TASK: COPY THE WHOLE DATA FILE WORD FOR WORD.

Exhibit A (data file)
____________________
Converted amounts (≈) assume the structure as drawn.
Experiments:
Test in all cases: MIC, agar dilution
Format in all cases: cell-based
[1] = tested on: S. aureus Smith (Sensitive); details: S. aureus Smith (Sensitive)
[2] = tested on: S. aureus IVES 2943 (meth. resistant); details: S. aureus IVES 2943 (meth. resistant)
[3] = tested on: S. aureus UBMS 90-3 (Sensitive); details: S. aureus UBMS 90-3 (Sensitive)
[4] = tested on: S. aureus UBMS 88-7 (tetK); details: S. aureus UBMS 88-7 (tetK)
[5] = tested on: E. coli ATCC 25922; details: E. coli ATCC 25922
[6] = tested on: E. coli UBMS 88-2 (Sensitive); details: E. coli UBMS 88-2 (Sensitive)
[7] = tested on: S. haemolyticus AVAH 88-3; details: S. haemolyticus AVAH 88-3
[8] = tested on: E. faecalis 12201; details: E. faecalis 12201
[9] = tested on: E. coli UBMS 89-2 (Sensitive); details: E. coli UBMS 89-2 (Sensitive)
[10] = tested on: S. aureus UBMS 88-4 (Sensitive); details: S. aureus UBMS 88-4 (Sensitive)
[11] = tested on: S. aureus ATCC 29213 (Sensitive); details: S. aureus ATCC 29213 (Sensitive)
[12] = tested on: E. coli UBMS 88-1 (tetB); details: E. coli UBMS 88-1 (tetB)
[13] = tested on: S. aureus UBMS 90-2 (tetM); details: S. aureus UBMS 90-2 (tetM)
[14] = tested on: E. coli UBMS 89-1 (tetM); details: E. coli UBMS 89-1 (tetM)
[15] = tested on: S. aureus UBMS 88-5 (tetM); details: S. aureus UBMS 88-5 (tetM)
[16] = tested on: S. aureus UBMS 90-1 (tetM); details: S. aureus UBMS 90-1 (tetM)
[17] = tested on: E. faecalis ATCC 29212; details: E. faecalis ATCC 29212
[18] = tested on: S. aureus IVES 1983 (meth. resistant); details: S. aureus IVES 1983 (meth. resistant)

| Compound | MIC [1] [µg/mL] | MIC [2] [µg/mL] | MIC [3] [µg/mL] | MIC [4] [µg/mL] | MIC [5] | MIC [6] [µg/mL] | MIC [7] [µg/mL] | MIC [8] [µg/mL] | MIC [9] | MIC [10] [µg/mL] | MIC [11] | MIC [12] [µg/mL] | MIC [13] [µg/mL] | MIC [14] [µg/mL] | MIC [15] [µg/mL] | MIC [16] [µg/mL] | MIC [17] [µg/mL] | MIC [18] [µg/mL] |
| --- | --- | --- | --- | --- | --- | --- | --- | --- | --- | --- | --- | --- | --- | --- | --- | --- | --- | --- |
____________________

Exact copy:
Converted amounts (≈) assume the structure as drawn.
Experiments:
Test in all cases: MIC, agar dilution
Format in all cases: cell-based
[1] = tested on: S. aureus Smith (Sensitive); details: S. aureus Smith (Sensitive)
[2] = tested on: S. aureus IVES 2943 (meth. resistant); details: S. aureus IVES 2943 (meth. resistant)
[3] = tested on: S. aureus UBMS 90-3 (Sensitive); details: S. aureus UBMS 90-3 (Sensitive)
[4] = tested on: S. aureus UBMS 88-7 (tetK); details: S. aureus UBMS 88-7 (tetK)
[5] = tested on: E. coli ATCC 25922; details: E. coli ATCC 25922
[6] = tested on: E. coli UBMS 88-2 (Sensitive); details: E. coli UBMS 88-2 (Sensitive)
[7] = tested on: S. haemolyticus AVAH 88-3; details: S. haemolyticus AVAH 88-3
[8] = tested on: E. faecalis 12201; details: E. faecalis 12201
[9] = tested on: E. coli UBMS 89-2 (Sensitive); details: E. coli UBMS 89-2 (Sensitive)
[10] = tested on: S. aureus UBMS 88-4 (Sensitive); details: S. aureus UBMS 88-4 (Sensitive)
[11] = tested on: S. aureus ATCC 29213 (Sensitive); details: S. aureus ATCC 29213 (Sensitive)
[12] = tested on: E. coli UBMS 88-1 (tetB); details: E. coli UBMS 88-1 (tetB)
[13] = tested on: S. aureus UBMS 90-2 (tetM); details: S. aureus UBMS 90-2 (tetM)
[14] = tested on: E. coli UBMS 89-1 (tetM); details: E. coli UBMS 89-1 (tetM)
[15] = tested on: S. aureus UBMS 88-5 (tetM); details: S. aureus UBMS 88-5 (tetM)
[16] = tested on: S. aureus UBMS 90-1 (tetM); details: S. aureus UBMS 90-1 (tetM)
[17] = tested on: E. faecalis ATCC 29212; details: E. faecalis ATCC 29212
[18] = tested on: S. aureus IVES 1983 (meth. resistant); details: S. aureus IVES 1983 (meth. resistant)

| Compound | MIC [1] [µg/mL] | MIC [2] [µg/mL] | MIC [3] [µg/mL] | MIC [4] [µg/mL] | MIC [5] | MIC [6] [µg/mL] | MIC [7] [µg/mL] | MIC [8] [µg/mL] | MIC [9] | MIC [10] [µg/mL] | MIC [11] | MIC [12] [µg/mL] | MIC [13] [µg/mL] | MIC [14] [µg/mL] | MIC [15] [µg/mL] | MIC [16] [µg/mL] | MIC [17] [µg/mL] | MIC [18] [µg/mL] |
| --- | --- | --- | --- | --- | --- | --- | --- | --- | --- | --- | --- | --- | --- | --- | --- | --- | --- | --- |